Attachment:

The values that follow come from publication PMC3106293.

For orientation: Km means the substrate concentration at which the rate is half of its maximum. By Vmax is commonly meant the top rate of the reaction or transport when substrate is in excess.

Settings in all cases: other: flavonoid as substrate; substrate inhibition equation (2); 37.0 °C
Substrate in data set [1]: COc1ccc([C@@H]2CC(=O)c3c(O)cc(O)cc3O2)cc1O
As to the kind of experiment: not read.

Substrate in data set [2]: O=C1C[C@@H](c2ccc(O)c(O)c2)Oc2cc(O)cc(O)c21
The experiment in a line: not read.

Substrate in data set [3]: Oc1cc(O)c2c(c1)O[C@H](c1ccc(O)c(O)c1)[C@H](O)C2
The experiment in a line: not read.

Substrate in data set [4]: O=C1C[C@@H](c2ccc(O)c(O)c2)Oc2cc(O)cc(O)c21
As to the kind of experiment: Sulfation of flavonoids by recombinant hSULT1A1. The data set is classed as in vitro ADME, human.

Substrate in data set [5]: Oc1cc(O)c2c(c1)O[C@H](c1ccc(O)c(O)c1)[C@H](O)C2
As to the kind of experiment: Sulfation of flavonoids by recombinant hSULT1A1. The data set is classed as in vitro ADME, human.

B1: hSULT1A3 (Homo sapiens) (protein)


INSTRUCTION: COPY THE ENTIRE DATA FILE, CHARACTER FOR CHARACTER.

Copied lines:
The values that follow come from publication PMC3106293.

For orientation: Km means the substrate concentration at which the rate is half of its maximum. By Vmax is commonly meant the top rate of the reaction or transport when substrate is in excess.

Settings in all cases: other: flavonoid as substrate; substrate inhibition equation (2); 37.0 °C
Substrate in data set [1]: COc1ccc([C@@H]2CC(=O)c3c(O)cc(O)cc3O2)cc1O
As to the kind of experiment: not read.

Substrate in data set [2]: O=C1C[C@@H](c2ccc(O)c(O)c2)Oc2cc(O)cc(O)c21
The experiment in a line: not read.

Substrate in data set [3]: Oc1cc(O)c2c(c1)O[C@H](c1ccc(O)c(O)c1)[C@H](O)C2
The experiment in a line: not read.

Substrate in data set [4]: O=C1C[C@@H](c2ccc(O)c(O)c2)Oc2cc(O)cc(O)c21
As to the kind of experiment: Sulfation of flavonoids by recombinant hSULT1A1. The data set is classed as in vitro ADME, human.

Substrate in data set [5]: Oc1cc(O)c2c(c1)O[C@H](c1ccc(O)c(O)c1)[C@H](O)C2
As to the kind of experiment: Sulfation of flavonoids by recombinant hSULT1A1. The data set is classed as in vitro ADME, human.

B1: hSULT1A3 (Homo sapiens) (protein)